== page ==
This one should also be of interest to fans of T. Rex and David Bowie as they are heavily featured in this article. I really like to read articles that involves the great record producers as they have “been there and done that” to a whole legion of different artist. They are the people that really have stories to tell and many of them were sober enough to tell them correctly. Mr. Visconti is 75 years old on April 24th this year and is still active in his trade.
The spider who nearly got to mars
By Geoff Barton
The name Tony Visconti pops up with fair frequency at the bottom of record labels. The man is a record producer, as you probably know. He has been involved with Bolan, Bowie, Cocker, Procol, etcetera, ad infinitum.
But to look at him you wouldn`t believe he`d been anywhere remotely near such people. When you meet him the impression you get is of a clean-cut American – why, he even looks like one of the Osmonds. This time, however, you can throw your first impression to the wind. He`s been around, has Tony.
Tony comes from Brooklyn, New York, and has been a professional musician since he was 15 – he`s 30 now. He grew up with the likes of Fats Domino, Little Richard and Alan Freed. He studied classical guitar for three years, played bass and tried to be a jazz musician. “I did everything,” he says. “I was into every musical involvement in New York City.”
When he was 22 he was trying desperately to break into recording. He had visions of being a singer, a guitar player or a songwriter, or maybe all three. Instead, he was offered a job as record producer.
“My publisher was impressed by some home demos I`d made, and he reckoned I had a talent as a record producer. But I didn`t even know what a record producer was. The few times I`d been in the studio I`d only noticed the engineer and not the other guy – in those days he was called an A and R man.
“But I said I`d have a go. I did it for about a month, and then I met Denny Cordell, who had come over from England. He was looking for an American producer to bring back to England with him and introduce an American sound in Britain. He said he`d consider me.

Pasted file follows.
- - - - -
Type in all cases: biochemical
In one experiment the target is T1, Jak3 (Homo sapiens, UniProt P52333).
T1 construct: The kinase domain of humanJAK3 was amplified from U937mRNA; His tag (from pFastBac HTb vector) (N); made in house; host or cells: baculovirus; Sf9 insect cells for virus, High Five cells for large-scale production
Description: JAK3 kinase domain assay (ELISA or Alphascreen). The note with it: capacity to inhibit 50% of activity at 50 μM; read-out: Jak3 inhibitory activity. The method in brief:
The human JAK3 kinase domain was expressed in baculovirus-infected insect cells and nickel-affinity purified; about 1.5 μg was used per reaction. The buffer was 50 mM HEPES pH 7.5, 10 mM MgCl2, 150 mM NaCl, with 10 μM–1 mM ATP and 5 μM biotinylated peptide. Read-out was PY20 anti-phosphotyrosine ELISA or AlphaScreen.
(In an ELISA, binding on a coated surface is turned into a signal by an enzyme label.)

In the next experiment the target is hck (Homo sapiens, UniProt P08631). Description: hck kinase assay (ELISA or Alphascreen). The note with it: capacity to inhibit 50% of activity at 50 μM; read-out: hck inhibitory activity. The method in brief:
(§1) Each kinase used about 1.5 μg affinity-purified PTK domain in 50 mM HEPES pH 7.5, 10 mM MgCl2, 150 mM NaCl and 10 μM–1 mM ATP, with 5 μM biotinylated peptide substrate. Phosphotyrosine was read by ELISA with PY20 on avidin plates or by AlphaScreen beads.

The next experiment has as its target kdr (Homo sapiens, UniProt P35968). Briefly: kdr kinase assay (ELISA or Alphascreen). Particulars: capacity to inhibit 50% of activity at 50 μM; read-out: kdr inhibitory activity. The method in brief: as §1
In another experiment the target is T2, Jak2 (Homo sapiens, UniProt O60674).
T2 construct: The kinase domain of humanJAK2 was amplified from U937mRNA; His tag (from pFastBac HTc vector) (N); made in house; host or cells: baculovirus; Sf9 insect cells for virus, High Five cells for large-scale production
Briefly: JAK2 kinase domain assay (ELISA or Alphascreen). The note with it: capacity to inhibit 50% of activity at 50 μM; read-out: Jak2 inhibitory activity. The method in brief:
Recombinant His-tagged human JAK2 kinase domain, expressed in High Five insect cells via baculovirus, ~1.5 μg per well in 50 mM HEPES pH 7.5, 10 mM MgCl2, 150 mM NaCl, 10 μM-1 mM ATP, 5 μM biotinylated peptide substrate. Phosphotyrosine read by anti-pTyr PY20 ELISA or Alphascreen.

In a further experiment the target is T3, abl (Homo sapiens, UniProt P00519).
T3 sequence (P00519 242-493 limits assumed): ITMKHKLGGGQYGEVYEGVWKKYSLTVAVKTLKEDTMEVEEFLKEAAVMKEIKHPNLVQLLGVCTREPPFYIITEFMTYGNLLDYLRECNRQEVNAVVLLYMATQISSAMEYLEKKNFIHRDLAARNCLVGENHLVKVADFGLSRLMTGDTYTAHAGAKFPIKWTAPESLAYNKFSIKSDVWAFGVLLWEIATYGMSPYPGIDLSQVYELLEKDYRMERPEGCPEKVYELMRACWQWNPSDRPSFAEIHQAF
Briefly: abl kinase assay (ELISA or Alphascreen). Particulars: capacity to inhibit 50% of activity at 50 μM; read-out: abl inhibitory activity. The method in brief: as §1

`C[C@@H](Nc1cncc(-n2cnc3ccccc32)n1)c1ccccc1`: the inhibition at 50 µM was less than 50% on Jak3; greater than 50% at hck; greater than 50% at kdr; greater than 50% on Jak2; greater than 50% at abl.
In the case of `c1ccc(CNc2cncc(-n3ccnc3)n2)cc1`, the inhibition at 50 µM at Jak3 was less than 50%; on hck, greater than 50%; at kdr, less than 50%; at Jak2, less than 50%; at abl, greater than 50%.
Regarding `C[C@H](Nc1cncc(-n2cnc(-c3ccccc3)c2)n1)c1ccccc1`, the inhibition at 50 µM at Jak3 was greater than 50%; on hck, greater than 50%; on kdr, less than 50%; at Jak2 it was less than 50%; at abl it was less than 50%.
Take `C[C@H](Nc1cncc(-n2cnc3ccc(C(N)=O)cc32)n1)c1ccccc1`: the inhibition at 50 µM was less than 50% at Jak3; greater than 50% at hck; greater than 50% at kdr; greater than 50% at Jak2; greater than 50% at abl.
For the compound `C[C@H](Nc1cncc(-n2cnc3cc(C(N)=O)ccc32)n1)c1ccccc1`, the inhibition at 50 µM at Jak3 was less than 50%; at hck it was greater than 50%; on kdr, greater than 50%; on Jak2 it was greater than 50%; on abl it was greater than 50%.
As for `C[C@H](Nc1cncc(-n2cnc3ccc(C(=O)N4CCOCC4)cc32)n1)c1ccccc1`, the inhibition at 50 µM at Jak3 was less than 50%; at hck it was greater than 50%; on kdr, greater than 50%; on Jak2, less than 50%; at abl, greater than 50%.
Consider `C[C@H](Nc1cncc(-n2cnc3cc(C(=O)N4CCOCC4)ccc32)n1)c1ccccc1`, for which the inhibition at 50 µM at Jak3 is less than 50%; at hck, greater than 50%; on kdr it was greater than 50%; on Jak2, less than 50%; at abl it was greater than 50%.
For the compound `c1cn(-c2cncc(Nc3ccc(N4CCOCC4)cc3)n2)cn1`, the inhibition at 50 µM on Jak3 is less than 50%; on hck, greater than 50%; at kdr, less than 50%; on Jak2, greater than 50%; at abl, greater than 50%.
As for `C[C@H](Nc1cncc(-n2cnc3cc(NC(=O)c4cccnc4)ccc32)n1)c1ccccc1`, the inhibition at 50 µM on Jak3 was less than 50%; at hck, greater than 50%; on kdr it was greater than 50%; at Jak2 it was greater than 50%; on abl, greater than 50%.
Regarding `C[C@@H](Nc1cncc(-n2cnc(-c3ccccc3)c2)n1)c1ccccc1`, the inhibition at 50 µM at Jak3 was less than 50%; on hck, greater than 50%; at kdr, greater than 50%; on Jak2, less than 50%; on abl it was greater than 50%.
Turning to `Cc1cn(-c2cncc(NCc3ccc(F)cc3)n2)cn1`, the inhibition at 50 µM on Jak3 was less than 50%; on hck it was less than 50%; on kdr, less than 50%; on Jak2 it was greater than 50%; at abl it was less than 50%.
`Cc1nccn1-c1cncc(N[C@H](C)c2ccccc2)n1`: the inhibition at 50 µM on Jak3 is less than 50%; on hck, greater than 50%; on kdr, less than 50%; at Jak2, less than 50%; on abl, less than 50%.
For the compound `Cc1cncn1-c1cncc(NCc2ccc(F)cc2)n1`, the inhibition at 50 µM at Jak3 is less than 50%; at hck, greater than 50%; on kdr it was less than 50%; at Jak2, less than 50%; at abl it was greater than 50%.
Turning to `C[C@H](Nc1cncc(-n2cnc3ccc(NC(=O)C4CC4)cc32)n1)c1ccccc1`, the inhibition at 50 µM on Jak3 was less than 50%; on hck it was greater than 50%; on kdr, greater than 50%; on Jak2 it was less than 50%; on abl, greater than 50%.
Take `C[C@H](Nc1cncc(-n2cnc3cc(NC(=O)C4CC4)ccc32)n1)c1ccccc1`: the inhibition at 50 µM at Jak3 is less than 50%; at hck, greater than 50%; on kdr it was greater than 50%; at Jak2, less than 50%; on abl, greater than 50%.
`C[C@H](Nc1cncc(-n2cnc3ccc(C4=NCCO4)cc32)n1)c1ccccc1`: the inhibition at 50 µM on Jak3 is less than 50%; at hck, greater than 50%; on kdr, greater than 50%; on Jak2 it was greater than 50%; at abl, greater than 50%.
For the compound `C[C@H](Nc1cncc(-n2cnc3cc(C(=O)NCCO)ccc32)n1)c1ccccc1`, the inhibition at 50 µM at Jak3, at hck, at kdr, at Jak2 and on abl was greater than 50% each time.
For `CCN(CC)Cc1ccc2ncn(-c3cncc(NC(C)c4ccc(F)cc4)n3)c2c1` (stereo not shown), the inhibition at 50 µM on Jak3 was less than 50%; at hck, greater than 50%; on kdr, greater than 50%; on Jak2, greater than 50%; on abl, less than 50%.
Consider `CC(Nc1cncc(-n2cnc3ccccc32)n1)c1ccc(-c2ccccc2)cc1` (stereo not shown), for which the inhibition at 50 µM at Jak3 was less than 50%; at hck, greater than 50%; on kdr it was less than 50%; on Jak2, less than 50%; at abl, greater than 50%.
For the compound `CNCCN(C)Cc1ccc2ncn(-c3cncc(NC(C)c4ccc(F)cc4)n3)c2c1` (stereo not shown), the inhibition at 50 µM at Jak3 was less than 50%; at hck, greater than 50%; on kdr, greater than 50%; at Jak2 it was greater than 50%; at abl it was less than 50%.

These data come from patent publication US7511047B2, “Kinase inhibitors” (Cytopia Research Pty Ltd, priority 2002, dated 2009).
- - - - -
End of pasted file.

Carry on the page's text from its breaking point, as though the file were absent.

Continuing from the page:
“He failed to bring back Phil Spector so I got the job.”
Visconti spent his first six months over here as assistant to Cordell. He sat in on a lot of the early Move and Procol Harum sessions, and co-produced a few of the tracks on “Shine On Brightly”.
Then he met Marc Bolan in the UFO club, and watched what was then Tyrannosaurus Rex`s third gig.
“Tyrannosaurus Rex were the first group I discovered,” he says. “I went out and found them all on my own.”
So he came to produce “Prophets, Seers And Sages”, the first Tyrannosaurus Rex album, on a really low budget. “That was very sad. We made it in about four sessions, and it sounds drastically different from the ones that followed. `Prophets`, the next album, we got on a higher budget. But I think it really happened on `Unicorn`, when we had total control and I had started to develop lots of technical tricks. We were making guitars sound like violins and pianos like brass sections. We had a ball.”
Much of “Unicorn`s” individual, distinctive sound, he told me, is due to the fact that a large part of it was recorded in the gent`s loo at Trident Studios – which, as you might guess, had acoustic properties all of its own.
“Marc and I both had a passion for Phil Spector in those days, and we were into our Spector thing on the `Unicorn` album. Of course, it turned out completely freaky because Marc Bolan and Spector just don`t mix.”
And then, Marc went electric.
“Well, that was just a slow development. Marc got himself a little Strat, and that was it. Although he`d always wanted to play electric, Steve Took was more into electric music at the time. He was dying to pick up a guitar and play. He was writing loads and loads of songs around the time of `Unicorn`, but as we all know Marc isn`t about to share billing with anybody. They broke up about that, really.
“Steve was very frustrated, he wanted to play electric but it just didn`t happen. Had Marc allowed him to write I think that Tyrannosaurus Rex would have developed into a very different thing today.”
Do you approve of the “thing” T. Rex has now become?
“No. Quite honestly, no. I think Marc had something extremely unique in those days. I was really surprised that he switched, and tried to appeal to the mass market. You shouldn`t make hits for the public`s way of of thinking. You can`t live to please the public – there`s too many of them and they have too many different ideas. You have to be true to yourself.